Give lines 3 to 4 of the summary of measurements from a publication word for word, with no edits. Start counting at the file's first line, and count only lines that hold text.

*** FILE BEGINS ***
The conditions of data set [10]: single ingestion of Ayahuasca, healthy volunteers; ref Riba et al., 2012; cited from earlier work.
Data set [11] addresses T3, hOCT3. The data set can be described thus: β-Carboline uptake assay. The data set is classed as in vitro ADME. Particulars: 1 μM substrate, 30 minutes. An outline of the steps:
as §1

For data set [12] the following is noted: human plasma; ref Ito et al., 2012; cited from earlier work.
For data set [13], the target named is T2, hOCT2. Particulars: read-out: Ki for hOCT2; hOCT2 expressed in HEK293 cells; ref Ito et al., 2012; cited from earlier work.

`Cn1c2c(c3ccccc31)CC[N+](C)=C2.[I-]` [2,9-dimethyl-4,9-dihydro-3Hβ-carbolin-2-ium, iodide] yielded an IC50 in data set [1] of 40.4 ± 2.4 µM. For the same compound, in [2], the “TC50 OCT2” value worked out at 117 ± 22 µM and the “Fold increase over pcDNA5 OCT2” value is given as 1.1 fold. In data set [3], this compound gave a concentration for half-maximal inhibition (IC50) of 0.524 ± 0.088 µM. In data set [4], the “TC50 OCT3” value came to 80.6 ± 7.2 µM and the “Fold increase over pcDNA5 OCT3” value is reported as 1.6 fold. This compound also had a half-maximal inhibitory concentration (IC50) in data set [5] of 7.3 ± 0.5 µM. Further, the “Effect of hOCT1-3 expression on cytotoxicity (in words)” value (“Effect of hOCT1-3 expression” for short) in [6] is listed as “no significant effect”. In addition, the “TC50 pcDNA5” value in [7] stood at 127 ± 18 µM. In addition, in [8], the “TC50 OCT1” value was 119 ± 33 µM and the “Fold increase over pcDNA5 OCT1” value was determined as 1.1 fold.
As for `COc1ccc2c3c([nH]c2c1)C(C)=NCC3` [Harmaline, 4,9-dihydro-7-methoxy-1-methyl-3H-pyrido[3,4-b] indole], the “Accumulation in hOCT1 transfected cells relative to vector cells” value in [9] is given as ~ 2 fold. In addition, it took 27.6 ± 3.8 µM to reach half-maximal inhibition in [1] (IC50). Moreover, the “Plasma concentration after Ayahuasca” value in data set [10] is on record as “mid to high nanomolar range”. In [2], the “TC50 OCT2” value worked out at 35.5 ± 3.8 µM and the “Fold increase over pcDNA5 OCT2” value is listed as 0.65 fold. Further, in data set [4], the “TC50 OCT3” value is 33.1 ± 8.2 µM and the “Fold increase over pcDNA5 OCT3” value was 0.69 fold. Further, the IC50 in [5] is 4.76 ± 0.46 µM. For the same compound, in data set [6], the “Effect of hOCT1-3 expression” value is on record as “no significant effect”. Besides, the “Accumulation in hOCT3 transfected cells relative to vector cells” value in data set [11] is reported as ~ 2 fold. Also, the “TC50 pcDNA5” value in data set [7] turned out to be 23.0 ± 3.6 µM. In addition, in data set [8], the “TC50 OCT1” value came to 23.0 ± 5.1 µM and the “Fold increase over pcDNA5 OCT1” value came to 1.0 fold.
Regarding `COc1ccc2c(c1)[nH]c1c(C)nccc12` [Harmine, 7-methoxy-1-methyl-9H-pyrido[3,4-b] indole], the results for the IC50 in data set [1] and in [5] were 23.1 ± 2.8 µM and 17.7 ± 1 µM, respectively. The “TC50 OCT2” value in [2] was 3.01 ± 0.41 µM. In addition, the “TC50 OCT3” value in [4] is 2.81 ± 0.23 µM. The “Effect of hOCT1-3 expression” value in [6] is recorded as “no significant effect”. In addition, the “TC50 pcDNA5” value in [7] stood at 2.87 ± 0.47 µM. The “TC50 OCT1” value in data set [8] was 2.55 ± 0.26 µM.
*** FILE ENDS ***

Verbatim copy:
as §1

For data set [12] the following is noted: human plasma; ref Ito et al., 2012; cited from earlier work.